2023 January 9, the Fourteenth Amendment and the Electoral College

Fourteenth Amendment
Section 2 Apportionment of Representation

Representatives shall be apportioned among the several States according to their respective numbers, counting the whole number of persons in each State, excluding Indians not taxed. But when the right to vote at any election for the choice of electors for President and Vice-President of the United States, Representatives in Congress, the Executive and Judicial officers of a State, or the members of the Legislature thereof, is denied to any of the male inhabitants of such State, being twenty-one years of age, and citizens of the United States, or in any way abridged, except for participation in rebellion, or other crime, the basis of representation therein shall be reduced in the proportion which the number of such male citizens shall bear to the whole number of male citizens twenty-one years of age in such State.
     I was trolling through the United States Constitution amendments and I saw this interesting gem. The wording is a bit more convoluted than I would like, but the message seems to be that the House of Representatives is apportioned by total population while the Electoral College is apportioned by citizens. More specifically the Electoral College counts citizens eligible to vote, male and twenty-one years of age when this amendment was written. I suppose in 2024 one might count all citizens over eighteen in the event that one state has a preponderance of younger or female voters.

     Why is this so interesting in the 2024 election? Are there states with vast populations of immigrant non-citizens whose Electoral count is inflated? Maybe, but that's not the big issue in this coming election. It's more interesting than that.

     How should we count population and citizens of age to vote? Well, that answer is clearly spelled out in Article I, the every-ten-years U.S. Census.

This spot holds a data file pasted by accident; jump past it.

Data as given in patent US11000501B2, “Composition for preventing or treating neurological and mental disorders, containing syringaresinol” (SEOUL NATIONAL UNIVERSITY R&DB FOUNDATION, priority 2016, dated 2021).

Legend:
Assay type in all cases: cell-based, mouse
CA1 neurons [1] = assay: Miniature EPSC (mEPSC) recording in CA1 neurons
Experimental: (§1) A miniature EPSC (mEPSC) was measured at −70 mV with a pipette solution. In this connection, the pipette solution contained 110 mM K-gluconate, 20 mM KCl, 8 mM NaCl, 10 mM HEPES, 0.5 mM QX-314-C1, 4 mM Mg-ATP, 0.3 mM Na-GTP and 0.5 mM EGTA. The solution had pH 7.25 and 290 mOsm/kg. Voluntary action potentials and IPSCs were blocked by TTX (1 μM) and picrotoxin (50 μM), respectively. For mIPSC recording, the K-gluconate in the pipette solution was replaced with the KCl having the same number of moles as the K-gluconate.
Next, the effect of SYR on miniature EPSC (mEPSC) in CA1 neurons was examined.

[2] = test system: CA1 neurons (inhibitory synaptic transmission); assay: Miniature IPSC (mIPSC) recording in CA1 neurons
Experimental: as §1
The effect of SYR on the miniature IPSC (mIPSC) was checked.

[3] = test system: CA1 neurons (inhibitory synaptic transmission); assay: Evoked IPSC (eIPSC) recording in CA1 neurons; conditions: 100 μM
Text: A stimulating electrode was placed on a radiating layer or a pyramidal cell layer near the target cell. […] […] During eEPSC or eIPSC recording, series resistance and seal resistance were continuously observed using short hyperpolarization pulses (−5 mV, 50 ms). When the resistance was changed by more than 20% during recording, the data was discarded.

So how many citizens were counted in the 2020 Census? That's where it gets interesting because, for some reason unknown to me or anybody I've asked, the Democrats felt there was something wrong with counting and knowing how many citizens live here in the United States. That means, if I understand this paragraph correctly, that all states come to the Electoral College equal, no Census-counted citizens, so just the basic two Electoral votes every state gets. According to our Constitution Wyoming and California get an equal share of the 2024 Presidential election. We just have to get our government to enforce its own election law.

     Now isn't that interesting?


2023 January 20. Conservatism and Religion

     I'm increasingly concerned about the intrusion of religion into politics, more particularly Christianity into America's conservative movement. I believe my increase in concern is mostly because the threat of religion in politics is increasing. The pro-life movement is entirely a Christian movement, there's precedent in neither America's foundation nor more-recent science for it. (Even God's word in the Book of Genesis, Chapter 2, Verse 7, is on the pro-choice side of the abortion controversy.) More and more I'm hearing people representing our American-foundation conservative position confusing it with their Christian religion.

     In 1215 the Magna Carta was written to remove the sole authority from the King and, in broader terms, to weaken the Devine Right of Kings. The intellectual-political community through Thomas Jefferson to today's libertarians have worked to keep the authoritarian attitude out of politics. Until the 1900s that authority was Christianity, the Crusades, the Inquisition, the treatment of the so-called witches in Salem, et cetera.

     The retreat to religion is a response to the increasing threat of Karl Marx, Communism, and socialism. It is much like the folks sympathetic to the Siren Song of National Socialism with the comfort that Herr Hitler would take care of Comrade Stalin and then, "we'll take care of Hitler." For some irrational reason these people were less afraid of Hitler than they were of Stalin and, for the life of me, I can't figure out why. For the same reasons, and with the same slack-jaw, open-mouth amazement, I see today's conservatives retreating to religion in the hope that, first, the religion will keep Communism at bay and, second, that we can deal with the horrors of the resulting theocracy later on. Maybe, as Christians themselves, they're actually sympathetic to the notion of their church running our country.

     After two millennia of Christianity and the liberal-style, pro-life idiocy on Facebook, I have no such confidence that the Church is a better governing agency than the Progressive State.


2023 February 7 - Last Call for the Princeton Conservative?

     I got this issue of the Princeton Alumni Weekly and there it is: "Last Call for the Princeton Conservative?" Maybe we can get rid of those anti-socialist, anti-Stalin, anti-Hitler, anti-racism, anti-woke, anti-propaganda, anti-hate conservatives once and for all, if not in the world or the United States, at least at our beloved Princeton.